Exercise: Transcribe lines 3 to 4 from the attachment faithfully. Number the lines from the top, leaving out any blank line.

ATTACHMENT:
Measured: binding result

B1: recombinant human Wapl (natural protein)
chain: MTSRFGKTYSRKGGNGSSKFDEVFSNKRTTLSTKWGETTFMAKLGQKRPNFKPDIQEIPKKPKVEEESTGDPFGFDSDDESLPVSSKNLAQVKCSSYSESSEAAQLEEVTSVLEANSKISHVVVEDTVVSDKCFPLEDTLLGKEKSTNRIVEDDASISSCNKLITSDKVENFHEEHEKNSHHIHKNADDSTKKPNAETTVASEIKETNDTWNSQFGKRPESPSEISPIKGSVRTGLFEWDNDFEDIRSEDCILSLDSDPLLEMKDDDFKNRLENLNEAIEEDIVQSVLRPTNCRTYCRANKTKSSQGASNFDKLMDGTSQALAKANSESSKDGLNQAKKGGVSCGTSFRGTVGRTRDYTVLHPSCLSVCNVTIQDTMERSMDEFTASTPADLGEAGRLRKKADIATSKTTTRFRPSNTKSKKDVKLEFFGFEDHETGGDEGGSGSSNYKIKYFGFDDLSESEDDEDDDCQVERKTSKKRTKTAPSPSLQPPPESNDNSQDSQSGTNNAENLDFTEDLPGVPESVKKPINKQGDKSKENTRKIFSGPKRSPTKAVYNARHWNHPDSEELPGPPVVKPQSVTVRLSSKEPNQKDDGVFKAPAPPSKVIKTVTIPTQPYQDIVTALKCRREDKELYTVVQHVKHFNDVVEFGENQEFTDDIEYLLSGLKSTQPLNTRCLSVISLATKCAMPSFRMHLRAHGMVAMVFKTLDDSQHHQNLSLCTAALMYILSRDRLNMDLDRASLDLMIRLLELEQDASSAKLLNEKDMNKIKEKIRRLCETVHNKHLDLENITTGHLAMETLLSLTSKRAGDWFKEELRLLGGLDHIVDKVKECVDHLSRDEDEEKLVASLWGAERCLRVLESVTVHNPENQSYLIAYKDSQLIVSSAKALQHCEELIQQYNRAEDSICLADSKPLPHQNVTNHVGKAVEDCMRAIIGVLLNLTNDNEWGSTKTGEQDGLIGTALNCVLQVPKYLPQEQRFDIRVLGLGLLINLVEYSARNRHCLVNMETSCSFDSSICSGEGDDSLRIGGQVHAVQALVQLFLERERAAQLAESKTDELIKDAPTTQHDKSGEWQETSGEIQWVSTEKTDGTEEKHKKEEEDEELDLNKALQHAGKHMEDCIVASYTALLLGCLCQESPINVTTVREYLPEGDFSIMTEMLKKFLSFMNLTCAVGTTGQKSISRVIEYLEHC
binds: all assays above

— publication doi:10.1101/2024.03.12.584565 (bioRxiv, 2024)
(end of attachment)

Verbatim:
chain: MTSRFGKTYSRKGGNGSSKFDEVFSNKRTTLSTKWGETTFMAKLGQKRPNFKPDIQEIPKKPKVEEESTGDPFGFDSDDESLPVSSKNLAQVKCSSYSESSEAAQLEEVTSVLEANSKISHVVVEDTVVSDKCFPLEDTLLGKEKSTNRIVEDDASISSCNKLITSDKVENFHEEHEKNSHHIHKNADDSTKKPNAETTVASEIKETNDTWNSQFGKRPESPSEISPIKGSVRTGLFEWDNDFEDIRSEDCILSLDSDPLLEMKDDDFKNRLENLNEAIEEDIVQSVLRPTNCRTYCRANKTKSSQGASNFDKLMDGTSQALAKANSESSKDGLNQAKKGGVSCGTSFRGTVGRTRDYTVLHPSCLSVCNVTIQDTMERSMDEFTASTPADLGEAGRLRKKADIATSKTTTRFRPSNTKSKKDVKLEFFGFEDHETGGDEGGSGSSNYKIKYFGFDDLSESEDDEDDDCQVERKTSKKRTKTAPSPSLQPPPESNDNSQDSQSGTNNAENLDFTEDLPGVPESVKKPINKQGDKSKENTRKIFSGPKRSPTKAVYNARHWNHPDSEELPGPPVVKPQSVTVRLSSKEPNQKDDGVFKAPAPPSKVIKTVTIPTQPYQDIVTALKCRREDKELYTVVQHVKHFNDVVEFGENQEFTDDIEYLLSGLKSTQPLNTRCLSVISLATKCAMPSFRMHLRAHGMVAMVFKTLDDSQHHQNLSLCTAALMYILSRDRLNMDLDRASLDLMIRLLELEQDASSAKLLNEKDMNKIKEKIRRLCETVHNKHLDLENITTGHLAMETLLSLTSKRAGDWFKEELRLLGGLDHIVDKVKECVDHLSRDEDEEKLVASLWGAERCLRVLESVTVHNPENQSYLIAYKDSQLIVSSAKALQHCEELIQQYNRAEDSICLADSKPLPHQNVTNHVGKAVEDCMRAIIGVLLNLTNDNEWGSTKTGEQDGLIGTALNCVLQVPKYLPQEQRFDIRVLGLGLLINLVEYSARNRHCLVNMETSCSFDSSICSGEGDDSLRIGGQVHAVQALVQLFLERERAAQLAESKTDELIKDAPTTQHDKSGEWQETSGEIQWVSTEKTDGTEEKHKKEEEDEELDLNKALQHAGKHMEDCIVASYTALLLGCLCQESPINVTTVREYLPEGDFSIMTEMLKKFLSFMNLTCAVGTTGQKSISRVIEYLEHC
binds: all assays above